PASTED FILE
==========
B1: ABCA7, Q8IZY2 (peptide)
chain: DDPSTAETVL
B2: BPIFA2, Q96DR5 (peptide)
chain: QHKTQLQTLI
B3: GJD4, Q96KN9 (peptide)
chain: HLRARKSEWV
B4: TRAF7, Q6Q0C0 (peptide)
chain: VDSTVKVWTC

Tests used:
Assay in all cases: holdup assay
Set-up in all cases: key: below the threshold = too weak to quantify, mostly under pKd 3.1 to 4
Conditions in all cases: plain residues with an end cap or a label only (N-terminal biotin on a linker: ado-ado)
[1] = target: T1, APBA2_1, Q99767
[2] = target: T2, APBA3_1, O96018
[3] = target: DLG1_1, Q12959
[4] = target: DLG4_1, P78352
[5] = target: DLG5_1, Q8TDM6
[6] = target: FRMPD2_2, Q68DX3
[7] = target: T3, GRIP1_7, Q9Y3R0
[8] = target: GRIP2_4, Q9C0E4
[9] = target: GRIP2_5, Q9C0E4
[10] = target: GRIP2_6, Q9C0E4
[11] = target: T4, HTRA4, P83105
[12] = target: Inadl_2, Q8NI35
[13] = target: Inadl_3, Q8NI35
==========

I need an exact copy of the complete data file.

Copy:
B1: ABCA7, Q8IZY2 (peptide)
chain: DDPSTAETVL
B2: BPIFA2, Q96DR5 (peptide)
chain: QHKTQLQTLI
B3: GJD4, Q96KN9 (peptide)
chain: HLRARKSEWV
B4: TRAF7, Q6Q0C0 (peptide)
chain: VDSTVKVWTC

Tests used:
Assay in all cases: holdup assay
Set-up in all cases: key: below the threshold = too weak to quantify, mostly under pKd 3.1 to 4
Conditions in all cases: plain residues with an end cap or a label only (N-terminal biotin on a linker: ado-ado)
[1] = target: T1, APBA2_1, Q99767
[2] = target: T2, APBA3_1, O96018
[3] = target: DLG1_1, Q12959
[4] = target: DLG4_1, P78352
[5] = target: DLG5_1, Q8TDM6
[6] = target: FRMPD2_2, Q68DX3
[7] = target: T3, GRIP1_7, Q9Y3R0
[8] = target: GRIP2_4, Q9C0E4
[9] = target: GRIP2_5, Q9C0E4
[10] = target: GRIP2_6, Q9C0E4
[11] = target: T4, HTRA4, P83105
[12] = target: Inadl_2, Q8NI35
[13] = target: Inadl_3, Q8NI35